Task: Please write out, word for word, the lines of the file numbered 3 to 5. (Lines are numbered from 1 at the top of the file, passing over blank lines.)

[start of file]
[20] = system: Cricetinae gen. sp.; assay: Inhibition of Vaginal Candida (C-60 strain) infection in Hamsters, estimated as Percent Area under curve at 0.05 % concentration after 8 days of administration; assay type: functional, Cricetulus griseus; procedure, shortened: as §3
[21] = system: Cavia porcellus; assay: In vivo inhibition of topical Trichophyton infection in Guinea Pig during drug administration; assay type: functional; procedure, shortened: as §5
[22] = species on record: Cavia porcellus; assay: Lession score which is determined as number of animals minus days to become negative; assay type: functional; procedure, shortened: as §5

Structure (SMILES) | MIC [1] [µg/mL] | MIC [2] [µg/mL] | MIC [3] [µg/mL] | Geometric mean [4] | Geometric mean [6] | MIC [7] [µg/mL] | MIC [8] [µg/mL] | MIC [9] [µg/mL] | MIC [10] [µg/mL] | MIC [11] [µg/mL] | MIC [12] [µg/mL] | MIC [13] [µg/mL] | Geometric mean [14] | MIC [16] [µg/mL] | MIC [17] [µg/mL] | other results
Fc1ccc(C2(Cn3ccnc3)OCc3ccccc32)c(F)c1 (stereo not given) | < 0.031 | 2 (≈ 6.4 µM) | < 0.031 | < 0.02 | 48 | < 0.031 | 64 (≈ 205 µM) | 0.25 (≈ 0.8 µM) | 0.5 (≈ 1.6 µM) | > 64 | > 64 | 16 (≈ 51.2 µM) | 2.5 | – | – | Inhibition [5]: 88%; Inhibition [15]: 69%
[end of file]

[22] = species on record: Cavia porcellus; assay: Lession score which is determined as number of animals minus days to become negative; assay type: functional; procedure, shortened: as §5

Structure (SMILES) | MIC [1] [µg/mL] | MIC [2] [µg/mL] | MIC [3] [µg/mL] | Geometric mean [4] | Geometric mean [6] | MIC [7] [µg/mL] | MIC [8] [µg/mL] | MIC [9] [µg/mL] | MIC [10] [µg/mL] | MIC [11] [µg/mL] | MIC [12] [µg/mL] | MIC [13] [µg/mL] | Geometric mean [14] | MIC [16] [µg/mL] | MIC [17] [µg/mL] | other results
Fc1ccc(C2(Cn3ccnc3)OCc3ccccc32)c(F)c1 (stereo not given) | < 0.031 | 2 (≈ 6.4 µM) | < 0.031 | < 0.02 | 48 | < 0.031 | 64 (≈ 205 µM) | 0.25 (≈ 0.8 µM) | 0.5 (≈ 1.6 µM) | > 64 | > 64 | 16 (≈ 51.2 µM) | 2.5 | – | – | Inhibition [5]: 88%; Inhibition [15]: 69%